The amount of development that would occur if the entire property containing Powell Airport were fully developed calls for a planned zoning approach, according to the Metropolitan Planning Commission.
So, MPC unanimously approved retail and office-park zoning Thursday for 10.7 acres of the site, which owner Norman Mayes had requested be rezoned general commercial.
Ken Pruitt, MPC principal planner, noted that although Mayes was only seeking to rezone a portion of the property that runs along and partially fronts Emory Road, he had filed a plan amendment that applied to the whole property, which was more than 70 acres, excluding some land designated as floodway.
This signals an intention to eventually develop the whole property, and Pruitt said that retail and office-park zoning, which is a planned zone, would be more prudent than general commercial, because it would allow more MPC input over how such a large piece of land is developed.
Rusty Baksa, with the Land Development Solutions civil engineering firm and who was representing Mayes, said the entire property -- the subject of the plan amendment -- would eventually be developed, but for now, his client only wants to actually rezone the part near Emory Road.
"We don't deny that there may be a need for master planning of the overall site as it develops in the future, but we feel that the front of this property should be handled differently," he said.
One reason is that other parcels fronting on Emory and adjacent to the 10.7 acres are already zoned general commercial. It would make sense to have all the frontage property zoned the same, he said. Plus, there are such things as driveway spacing requirements on the frontage parcels that would call for them to be developed differently than the bulk of the property, Baksa said.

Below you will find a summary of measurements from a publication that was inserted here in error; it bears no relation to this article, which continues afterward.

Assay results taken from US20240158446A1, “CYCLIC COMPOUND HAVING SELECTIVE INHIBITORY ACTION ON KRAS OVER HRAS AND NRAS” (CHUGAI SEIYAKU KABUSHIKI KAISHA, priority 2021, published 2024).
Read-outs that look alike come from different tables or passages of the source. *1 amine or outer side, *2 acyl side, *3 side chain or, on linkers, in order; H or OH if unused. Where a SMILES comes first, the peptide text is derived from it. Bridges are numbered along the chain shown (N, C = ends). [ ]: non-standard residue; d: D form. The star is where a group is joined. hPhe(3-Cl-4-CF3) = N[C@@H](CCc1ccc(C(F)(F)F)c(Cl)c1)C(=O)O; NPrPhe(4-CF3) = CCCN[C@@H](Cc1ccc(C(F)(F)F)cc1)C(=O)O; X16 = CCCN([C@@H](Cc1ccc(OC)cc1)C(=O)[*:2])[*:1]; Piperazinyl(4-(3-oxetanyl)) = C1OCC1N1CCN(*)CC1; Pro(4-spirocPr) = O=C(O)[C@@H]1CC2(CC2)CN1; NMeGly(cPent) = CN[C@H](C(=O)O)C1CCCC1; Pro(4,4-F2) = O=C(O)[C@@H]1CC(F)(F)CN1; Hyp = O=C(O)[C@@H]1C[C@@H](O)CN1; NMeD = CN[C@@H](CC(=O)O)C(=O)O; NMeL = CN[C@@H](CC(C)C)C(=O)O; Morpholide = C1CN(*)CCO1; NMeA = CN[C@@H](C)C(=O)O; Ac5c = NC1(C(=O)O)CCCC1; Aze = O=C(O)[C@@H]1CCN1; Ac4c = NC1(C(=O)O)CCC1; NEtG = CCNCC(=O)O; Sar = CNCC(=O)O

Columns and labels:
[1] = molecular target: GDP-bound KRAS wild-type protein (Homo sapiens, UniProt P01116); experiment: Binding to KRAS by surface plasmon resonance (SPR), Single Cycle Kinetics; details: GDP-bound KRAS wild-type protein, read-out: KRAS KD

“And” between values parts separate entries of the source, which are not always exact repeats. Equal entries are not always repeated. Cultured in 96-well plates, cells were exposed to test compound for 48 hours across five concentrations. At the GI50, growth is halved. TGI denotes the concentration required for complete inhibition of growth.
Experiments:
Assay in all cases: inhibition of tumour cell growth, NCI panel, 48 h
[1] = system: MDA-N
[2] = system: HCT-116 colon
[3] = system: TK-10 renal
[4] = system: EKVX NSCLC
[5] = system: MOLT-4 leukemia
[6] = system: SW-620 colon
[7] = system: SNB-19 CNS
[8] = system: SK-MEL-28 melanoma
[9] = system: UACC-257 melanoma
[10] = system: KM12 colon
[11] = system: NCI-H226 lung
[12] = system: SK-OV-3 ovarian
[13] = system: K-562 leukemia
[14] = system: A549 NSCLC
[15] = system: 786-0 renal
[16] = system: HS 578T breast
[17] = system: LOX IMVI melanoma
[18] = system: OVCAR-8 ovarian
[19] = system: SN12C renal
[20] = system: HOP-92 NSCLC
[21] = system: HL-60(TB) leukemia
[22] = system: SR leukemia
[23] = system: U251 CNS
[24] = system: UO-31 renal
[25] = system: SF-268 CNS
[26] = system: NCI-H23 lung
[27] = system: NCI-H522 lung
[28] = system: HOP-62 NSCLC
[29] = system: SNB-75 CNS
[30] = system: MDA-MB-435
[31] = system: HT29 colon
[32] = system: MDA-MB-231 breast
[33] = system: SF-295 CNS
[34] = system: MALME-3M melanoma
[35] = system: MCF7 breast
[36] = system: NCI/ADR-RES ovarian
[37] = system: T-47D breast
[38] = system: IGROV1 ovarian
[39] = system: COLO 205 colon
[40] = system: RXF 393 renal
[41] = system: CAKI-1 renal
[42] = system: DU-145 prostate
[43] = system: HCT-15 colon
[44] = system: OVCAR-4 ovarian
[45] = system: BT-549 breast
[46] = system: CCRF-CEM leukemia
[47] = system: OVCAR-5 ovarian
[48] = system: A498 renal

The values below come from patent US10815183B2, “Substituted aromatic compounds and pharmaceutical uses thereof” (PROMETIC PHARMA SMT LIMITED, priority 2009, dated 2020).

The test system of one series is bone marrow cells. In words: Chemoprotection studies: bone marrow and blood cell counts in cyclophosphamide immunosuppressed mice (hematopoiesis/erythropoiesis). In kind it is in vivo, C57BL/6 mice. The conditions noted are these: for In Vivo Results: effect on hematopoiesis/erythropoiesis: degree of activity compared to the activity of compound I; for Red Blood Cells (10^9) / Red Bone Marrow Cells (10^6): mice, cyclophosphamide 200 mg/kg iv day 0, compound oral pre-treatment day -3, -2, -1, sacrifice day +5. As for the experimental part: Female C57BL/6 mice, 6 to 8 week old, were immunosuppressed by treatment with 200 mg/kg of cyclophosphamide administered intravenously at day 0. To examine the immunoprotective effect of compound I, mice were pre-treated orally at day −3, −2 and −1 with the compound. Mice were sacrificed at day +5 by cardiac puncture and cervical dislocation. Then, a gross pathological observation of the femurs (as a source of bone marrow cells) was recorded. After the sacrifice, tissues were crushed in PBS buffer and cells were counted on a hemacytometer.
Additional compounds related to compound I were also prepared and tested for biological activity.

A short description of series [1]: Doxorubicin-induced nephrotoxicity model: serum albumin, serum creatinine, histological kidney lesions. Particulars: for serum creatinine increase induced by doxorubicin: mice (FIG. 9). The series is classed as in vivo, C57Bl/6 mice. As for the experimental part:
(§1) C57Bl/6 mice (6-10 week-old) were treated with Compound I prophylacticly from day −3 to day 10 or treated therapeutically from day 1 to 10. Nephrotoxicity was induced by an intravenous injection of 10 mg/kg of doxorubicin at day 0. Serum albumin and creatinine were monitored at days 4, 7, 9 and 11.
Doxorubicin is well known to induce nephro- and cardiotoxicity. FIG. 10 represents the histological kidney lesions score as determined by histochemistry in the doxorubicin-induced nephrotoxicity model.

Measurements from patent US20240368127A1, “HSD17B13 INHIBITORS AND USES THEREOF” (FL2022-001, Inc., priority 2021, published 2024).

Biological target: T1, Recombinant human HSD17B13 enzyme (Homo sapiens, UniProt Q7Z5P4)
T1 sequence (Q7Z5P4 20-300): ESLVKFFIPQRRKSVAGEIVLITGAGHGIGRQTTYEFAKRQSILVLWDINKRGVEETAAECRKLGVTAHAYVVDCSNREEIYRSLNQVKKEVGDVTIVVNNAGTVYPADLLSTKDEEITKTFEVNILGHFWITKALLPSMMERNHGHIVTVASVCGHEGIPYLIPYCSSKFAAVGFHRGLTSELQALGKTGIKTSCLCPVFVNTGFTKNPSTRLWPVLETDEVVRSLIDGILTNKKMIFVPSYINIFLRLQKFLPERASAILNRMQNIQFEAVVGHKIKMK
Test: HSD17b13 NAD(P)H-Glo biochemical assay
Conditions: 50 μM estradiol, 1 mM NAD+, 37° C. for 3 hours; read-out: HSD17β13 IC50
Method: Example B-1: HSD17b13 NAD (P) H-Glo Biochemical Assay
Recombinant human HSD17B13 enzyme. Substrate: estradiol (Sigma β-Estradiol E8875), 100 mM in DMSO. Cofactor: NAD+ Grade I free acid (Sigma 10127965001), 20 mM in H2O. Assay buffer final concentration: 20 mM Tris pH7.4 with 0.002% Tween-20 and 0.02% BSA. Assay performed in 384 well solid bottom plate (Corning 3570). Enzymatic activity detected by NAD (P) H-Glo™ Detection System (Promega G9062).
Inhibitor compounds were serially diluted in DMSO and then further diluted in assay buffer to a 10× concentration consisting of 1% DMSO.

He said that Mayes did not want to deal with rezoning the entire property now, because he wants to maintain the airport and wants to keep agricultural zoning on the rest of the property for tax purposes.
However, Baksa said his client would accept retail and office-park zoning on the 10.7 acres if MPC felt that was necessary. The planning commissioners ended up siding with Pruitt on the issue.
"The (planning) staff's feeling is that the ultimate size of this property is sufficient to warrant a planned commercial zone where you would have a public involvement and a development plan for the site so that residents of the area as well as the community at large will have a chance to react before it goes forward," Pruitt said.
For information on other MPC actions from Thursday, call MPC at 865-215-2500 or visit the MPC Web site at .
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